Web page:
New Leader for a Pack of Lobos : Task of Reviving Slumping Program at New Mexico Falls to Newcomer Leach

Times Staff Writer

Jeremy Leach was not within 500 miles of the disaster. He did not see it, nor did he hear much about it.

Last season, while the University of New Mexico football team was quietly suffering through an embarrassing 0-11 season, Leach was busy leading Granada Hills High to the City Section 4-A Division title, capping his career by directing the Highlanders to a 27-14 upset win over Carson in the championship game.

But last month, when he arrived on the New Mexico campus to begin his freshman year, Leach began feeling the fallout of the Lobos’ lowly season.

“It’s funny, even though I wasn’t on the team last year, I feel like those losses are a part of me,” Leach said. “It’s hard to explain. It’s kind of a pride thing.”


Leach’s pride--and possibly his physical well-being--will be on the line Saturday when New Mexico plays host to Fresno State in the opener for both teams.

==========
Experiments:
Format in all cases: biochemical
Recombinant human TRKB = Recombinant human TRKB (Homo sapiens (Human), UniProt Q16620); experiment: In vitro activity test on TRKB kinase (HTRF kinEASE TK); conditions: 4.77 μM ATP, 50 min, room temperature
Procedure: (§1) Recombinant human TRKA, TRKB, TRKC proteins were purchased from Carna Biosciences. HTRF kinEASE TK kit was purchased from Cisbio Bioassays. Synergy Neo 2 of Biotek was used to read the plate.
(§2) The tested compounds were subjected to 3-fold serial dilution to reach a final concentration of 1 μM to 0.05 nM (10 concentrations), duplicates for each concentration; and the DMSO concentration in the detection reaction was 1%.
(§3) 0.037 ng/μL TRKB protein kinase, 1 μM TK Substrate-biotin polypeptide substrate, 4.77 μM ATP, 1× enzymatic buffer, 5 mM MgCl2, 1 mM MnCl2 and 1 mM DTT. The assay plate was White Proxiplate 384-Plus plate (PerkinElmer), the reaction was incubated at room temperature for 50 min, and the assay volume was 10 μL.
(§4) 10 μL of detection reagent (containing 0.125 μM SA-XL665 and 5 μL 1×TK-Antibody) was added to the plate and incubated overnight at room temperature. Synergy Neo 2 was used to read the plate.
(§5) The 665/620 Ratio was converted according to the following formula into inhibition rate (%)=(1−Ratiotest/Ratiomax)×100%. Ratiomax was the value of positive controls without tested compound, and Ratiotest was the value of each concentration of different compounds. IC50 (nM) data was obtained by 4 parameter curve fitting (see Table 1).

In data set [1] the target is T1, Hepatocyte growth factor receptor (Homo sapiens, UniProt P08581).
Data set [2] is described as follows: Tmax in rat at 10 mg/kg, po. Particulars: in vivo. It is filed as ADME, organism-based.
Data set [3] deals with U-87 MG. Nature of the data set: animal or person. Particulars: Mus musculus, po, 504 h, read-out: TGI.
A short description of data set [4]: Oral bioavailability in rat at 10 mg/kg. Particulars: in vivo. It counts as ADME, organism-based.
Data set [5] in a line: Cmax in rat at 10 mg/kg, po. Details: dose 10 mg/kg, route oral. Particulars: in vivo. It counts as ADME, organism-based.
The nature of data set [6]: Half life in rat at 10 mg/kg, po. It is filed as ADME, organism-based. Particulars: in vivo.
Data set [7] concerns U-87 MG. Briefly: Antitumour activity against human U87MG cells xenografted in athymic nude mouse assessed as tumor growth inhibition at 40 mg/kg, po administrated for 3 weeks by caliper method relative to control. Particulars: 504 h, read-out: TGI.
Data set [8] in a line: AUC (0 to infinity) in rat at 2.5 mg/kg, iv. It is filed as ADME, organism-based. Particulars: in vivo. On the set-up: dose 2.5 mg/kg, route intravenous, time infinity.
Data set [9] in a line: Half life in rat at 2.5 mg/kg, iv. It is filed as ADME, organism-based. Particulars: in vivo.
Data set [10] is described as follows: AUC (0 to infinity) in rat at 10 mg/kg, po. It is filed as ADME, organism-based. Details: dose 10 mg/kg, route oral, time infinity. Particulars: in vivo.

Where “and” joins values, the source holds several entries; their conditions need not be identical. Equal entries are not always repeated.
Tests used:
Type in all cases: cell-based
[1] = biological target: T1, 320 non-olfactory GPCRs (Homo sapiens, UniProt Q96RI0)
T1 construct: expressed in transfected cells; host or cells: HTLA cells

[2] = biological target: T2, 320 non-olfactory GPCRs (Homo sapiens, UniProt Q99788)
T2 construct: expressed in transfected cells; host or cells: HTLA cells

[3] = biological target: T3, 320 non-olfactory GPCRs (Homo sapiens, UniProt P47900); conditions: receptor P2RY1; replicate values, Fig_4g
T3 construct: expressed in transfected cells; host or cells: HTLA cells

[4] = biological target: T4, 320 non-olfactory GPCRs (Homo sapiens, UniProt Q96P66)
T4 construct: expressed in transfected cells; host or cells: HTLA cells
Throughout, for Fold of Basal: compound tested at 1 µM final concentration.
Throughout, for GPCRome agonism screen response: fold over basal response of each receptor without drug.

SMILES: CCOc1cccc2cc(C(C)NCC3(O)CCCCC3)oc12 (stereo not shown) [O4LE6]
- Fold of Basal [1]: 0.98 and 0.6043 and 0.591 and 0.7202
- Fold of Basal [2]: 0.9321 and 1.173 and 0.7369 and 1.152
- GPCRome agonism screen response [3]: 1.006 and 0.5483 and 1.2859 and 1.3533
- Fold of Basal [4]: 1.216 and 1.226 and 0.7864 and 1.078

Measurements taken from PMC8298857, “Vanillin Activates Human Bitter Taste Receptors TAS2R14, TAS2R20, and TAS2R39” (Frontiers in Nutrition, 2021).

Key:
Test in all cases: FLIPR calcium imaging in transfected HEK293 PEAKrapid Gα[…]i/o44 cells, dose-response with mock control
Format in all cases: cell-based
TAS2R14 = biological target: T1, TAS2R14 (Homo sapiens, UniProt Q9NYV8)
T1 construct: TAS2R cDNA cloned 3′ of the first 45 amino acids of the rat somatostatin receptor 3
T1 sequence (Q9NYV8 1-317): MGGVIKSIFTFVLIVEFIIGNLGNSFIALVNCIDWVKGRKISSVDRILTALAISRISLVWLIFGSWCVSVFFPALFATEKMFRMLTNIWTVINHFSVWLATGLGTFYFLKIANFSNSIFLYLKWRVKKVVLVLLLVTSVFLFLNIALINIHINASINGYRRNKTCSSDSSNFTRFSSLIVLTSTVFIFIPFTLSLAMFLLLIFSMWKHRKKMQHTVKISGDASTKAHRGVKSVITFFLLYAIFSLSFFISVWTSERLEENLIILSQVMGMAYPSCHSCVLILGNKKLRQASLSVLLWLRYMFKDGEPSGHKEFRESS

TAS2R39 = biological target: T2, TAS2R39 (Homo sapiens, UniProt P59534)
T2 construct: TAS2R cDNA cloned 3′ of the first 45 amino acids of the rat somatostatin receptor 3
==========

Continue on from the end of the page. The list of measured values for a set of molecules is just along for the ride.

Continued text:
Leach, 18, will be the starting quarterback. New Mexico officials claim that he will be the only true freshman to start a Division I opener at quarterback this season.

“We were thinking of redshirting him, but he showed all of us that he is capable of playing right now,” second-year Coach Mike Sheppard said. “I’m sure he’ll make some mistakes that come with inexperience. But he’s going to be the starter and we’re not going to yank him.”

Instead, Sheppard likely will turn loose the right arm of the 6-foot, 2-inch, 205-pound Leach and let the chips and incomplete passes fall where they may.


Passing, after all, is the name of the game in the Western Athletic Conference. Last season, five of the top nine passing teams in the country were members of the WAC. Three teams--conference champion Wyoming, Brigham Young and Air Force--appeared in bowl games.

Sheppard, who played at Cal Lutheran and coached at BYU, Idaho State, Kansas and Cal State Long Beach before taking over the Lobo program, has worked with a number of gifted quarterbacks, including former BYU stars Gifford Nielsen, Marc Wilson and Jim McMahon and Long Beach standouts Todd Dillon and Doug Gaynor.

During the past seven years, not one team with which Sheppard has worked finished lower than eighth in the nation in passing. Despite losing every game, the Lobos were eighth in the nation with an average of 293.6 yards a game.

Sheppard thinks Leach compares favorably to other quarterbacks he has tutored.